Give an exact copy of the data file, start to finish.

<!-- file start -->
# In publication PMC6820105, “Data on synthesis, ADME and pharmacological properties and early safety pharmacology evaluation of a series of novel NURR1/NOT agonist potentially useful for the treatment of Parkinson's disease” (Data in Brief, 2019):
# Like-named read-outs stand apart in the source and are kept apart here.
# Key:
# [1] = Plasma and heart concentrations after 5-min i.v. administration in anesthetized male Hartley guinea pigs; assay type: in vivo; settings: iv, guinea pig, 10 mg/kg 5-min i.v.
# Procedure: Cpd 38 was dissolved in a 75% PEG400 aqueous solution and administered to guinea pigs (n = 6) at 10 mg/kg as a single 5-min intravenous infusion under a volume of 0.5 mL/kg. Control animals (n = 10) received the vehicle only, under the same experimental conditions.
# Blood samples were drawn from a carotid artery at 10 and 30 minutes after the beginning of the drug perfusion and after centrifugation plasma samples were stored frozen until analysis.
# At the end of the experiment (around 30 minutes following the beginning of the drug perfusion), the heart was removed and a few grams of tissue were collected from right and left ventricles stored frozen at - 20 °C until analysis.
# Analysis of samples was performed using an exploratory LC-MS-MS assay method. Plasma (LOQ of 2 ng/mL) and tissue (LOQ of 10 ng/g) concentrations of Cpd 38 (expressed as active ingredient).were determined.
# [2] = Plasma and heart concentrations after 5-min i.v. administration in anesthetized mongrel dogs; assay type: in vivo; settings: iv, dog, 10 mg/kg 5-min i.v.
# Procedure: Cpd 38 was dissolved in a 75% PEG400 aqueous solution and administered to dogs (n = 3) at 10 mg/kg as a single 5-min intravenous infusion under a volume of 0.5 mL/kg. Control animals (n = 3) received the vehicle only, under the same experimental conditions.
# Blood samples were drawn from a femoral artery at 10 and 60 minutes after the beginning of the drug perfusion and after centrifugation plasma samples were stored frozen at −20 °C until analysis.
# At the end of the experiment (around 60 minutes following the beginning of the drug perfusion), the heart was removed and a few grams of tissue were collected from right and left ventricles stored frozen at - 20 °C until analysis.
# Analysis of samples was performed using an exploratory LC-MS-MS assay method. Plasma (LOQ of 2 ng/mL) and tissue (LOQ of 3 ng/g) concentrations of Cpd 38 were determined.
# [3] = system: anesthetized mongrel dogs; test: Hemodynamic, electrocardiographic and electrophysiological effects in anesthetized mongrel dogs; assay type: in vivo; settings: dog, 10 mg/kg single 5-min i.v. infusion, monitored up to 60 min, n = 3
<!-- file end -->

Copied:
# In publication PMC6820105, “Data on synthesis, ADME and pharmacological properties and early safety pharmacology evaluation of a series of novel NURR1/NOT agonist potentially useful for the treatment of Parkinson's disease” (Data in Brief, 2019):
# Like-named read-outs stand apart in the source and are kept apart here.
# Key:
# [1] = Plasma and heart concentrations after 5-min i.v. administration in anesthetized male Hartley guinea pigs; assay type: in vivo; settings: iv, guinea pig, 10 mg/kg 5-min i.v.
# Procedure: Cpd 38 was dissolved in a 75% PEG400 aqueous solution and administered to guinea pigs (n = 6) at 10 mg/kg as a single 5-min intravenous infusion under a volume of 0.5 mL/kg. Control animals (n = 10) received the vehicle only, under the same experimental conditions.
# Blood samples were drawn from a carotid artery at 10 and 30 minutes after the beginning of the drug perfusion and after centrifugation plasma samples were stored frozen until analysis.
# At the end of the experiment (around 30 minutes following the beginning of the drug perfusion), the heart was removed and a few grams of tissue were collected from right and left ventricles stored frozen at - 20 °C until analysis.
# Analysis of samples was performed using an exploratory LC-MS-MS assay method. Plasma (LOQ of 2 ng/mL) and tissue (LOQ of 10 ng/g) concentrations of Cpd 38 (expressed as active ingredient).were determined.
# [2] = Plasma and heart concentrations after 5-min i.v. administration in anesthetized mongrel dogs; assay type: in vivo; settings: iv, dog, 10 mg/kg 5-min i.v.
# Procedure: Cpd 38 was dissolved in a 75% PEG400 aqueous solution and administered to dogs (n = 3) at 10 mg/kg as a single 5-min intravenous infusion under a volume of 0.5 mL/kg. Control animals (n = 3) received the vehicle only, under the same experimental conditions.
# Blood samples were drawn from a femoral artery at 10 and 60 minutes after the beginning of the drug perfusion and after centrifugation plasma samples were stored frozen at −20 °C until analysis.
# At the end of the experiment (around 60 minutes following the beginning of the drug perfusion), the heart was removed and a few grams of tissue were collected from right and left ventricles stored frozen at - 20 °C until analysis.
# Analysis of samples was performed using an exploratory LC-MS-MS assay method. Plasma (LOQ of 2 ng/mL) and tissue (LOQ of 3 ng/g) concentrations of Cpd 38 were determined.
# [3] = system: anesthetized mongrel dogs; test: Hemodynamic, electrocardiographic and electrophysiological effects in anesthetized mongrel dogs; assay type: in vivo; settings: dog, 10 mg/kg single 5-min i.v. infusion, monitored up to 60 min, n = 3